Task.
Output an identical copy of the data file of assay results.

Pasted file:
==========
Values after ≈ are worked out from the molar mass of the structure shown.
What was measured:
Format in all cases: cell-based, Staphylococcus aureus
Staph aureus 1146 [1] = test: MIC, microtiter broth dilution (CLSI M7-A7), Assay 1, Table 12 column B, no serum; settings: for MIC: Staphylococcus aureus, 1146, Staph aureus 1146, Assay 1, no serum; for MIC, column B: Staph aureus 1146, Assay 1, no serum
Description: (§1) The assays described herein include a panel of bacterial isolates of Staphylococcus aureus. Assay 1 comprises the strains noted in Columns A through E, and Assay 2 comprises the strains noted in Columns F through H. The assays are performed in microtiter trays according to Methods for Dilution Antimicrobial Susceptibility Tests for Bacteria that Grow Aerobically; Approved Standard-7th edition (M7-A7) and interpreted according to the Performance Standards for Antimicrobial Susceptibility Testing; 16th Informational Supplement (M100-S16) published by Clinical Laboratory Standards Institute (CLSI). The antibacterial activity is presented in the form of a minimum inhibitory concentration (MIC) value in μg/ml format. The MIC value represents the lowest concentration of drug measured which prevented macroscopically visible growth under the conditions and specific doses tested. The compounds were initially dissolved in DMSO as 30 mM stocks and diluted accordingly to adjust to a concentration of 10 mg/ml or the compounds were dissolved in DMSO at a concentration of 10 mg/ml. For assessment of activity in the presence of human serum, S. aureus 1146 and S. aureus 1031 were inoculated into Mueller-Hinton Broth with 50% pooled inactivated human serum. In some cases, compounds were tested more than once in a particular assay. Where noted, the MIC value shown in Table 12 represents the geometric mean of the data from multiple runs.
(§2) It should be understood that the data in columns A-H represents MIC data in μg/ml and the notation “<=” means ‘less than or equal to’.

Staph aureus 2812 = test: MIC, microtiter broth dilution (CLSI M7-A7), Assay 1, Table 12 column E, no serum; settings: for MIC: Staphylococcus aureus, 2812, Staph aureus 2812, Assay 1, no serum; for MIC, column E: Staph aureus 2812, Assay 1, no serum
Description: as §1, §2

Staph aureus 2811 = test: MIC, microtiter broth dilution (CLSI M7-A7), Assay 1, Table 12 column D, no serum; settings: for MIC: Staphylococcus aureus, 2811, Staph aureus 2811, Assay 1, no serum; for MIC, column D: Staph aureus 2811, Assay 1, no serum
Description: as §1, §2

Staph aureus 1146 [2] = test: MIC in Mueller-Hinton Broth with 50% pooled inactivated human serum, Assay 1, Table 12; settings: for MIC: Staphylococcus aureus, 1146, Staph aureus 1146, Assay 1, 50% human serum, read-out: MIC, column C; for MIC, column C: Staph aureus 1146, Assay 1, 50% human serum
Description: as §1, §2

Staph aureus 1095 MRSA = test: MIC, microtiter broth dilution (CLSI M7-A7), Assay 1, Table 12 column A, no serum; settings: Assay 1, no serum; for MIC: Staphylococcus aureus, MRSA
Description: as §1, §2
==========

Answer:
Values after ≈ are worked out from the molar mass of the structure shown.
What was measured:
Format in all cases: cell-based, Staphylococcus aureus
Staph aureus 1146 [1] = test: MIC, microtiter broth dilution (CLSI M7-A7), Assay 1, Table 12 column B, no serum; settings: for MIC: Staphylococcus aureus, 1146, Staph aureus 1146, Assay 1, no serum; for MIC, column B: Staph aureus 1146, Assay 1, no serum
Description: (§1) The assays described herein include a panel of bacterial isolates of Staphylococcus aureus. Assay 1 comprises the strains noted in Columns A through E, and Assay 2 comprises the strains noted in Columns F through H. The assays are performed in microtiter trays according to Methods for Dilution Antimicrobial Susceptibility Tests for Bacteria that Grow Aerobically; Approved Standard-7th edition (M7-A7) and interpreted according to the Performance Standards for Antimicrobial Susceptibility Testing; 16th Informational Supplement (M100-S16) published by Clinical Laboratory Standards Institute (CLSI). The antibacterial activity is presented in the form of a minimum inhibitory concentration (MIC) value in μg/ml format. The MIC value represents the lowest concentration of drug measured which prevented macroscopically visible growth under the conditions and specific doses tested. The compounds were initially dissolved in DMSO as 30 mM stocks and diluted accordingly to adjust to a concentration of 10 mg/ml or the compounds were dissolved in DMSO at a concentration of 10 mg/ml. For assessment of activity in the presence of human serum, S. aureus 1146 and S. aureus 1031 were inoculated into Mueller-Hinton Broth with 50% pooled inactivated human serum. In some cases, compounds were tested more than once in a particular assay. Where noted, the MIC value shown in Table 12 represents the geometric mean of the data from multiple runs.
(§2) It should be understood that the data in columns A-H represents MIC data in μg/ml and the notation “<=” means ‘less than or equal to’.

Staph aureus 2812 = test: MIC, microtiter broth dilution (CLSI M7-A7), Assay 1, Table 12 column E, no serum; settings: for MIC: Staphylococcus aureus, 2812, Staph aureus 2812, Assay 1, no serum; for MIC, column E: Staph aureus 2812, Assay 1, no serum
Description: as §1, §2

Staph aureus 2811 = test: MIC, microtiter broth dilution (CLSI M7-A7), Assay 1, Table 12 column D, no serum; settings: for MIC: Staphylococcus aureus, 2811, Staph aureus 2811, Assay 1, no serum; for MIC, column D: Staph aureus 2811, Assay 1, no serum
Description: as §1, §2

Staph aureus 1146 [2] = test: MIC in Mueller-Hinton Broth with 50% pooled inactivated human serum, Assay 1, Table 12; settings: for MIC: Staphylococcus aureus, 1146, Staph aureus 1146, Assay 1, 50% human serum, read-out: MIC, column C; for MIC, column C: Staph aureus 1146, Assay 1, 50% human serum
Description: as §1, §2

Staph aureus 1095 MRSA = test: MIC, microtiter broth dilution (CLSI M7-A7), Assay 1, Table 12 column A, no serum; settings: Assay 1, no serum; for MIC: Staphylococcus aureus, MRSA
Description: as §1, §2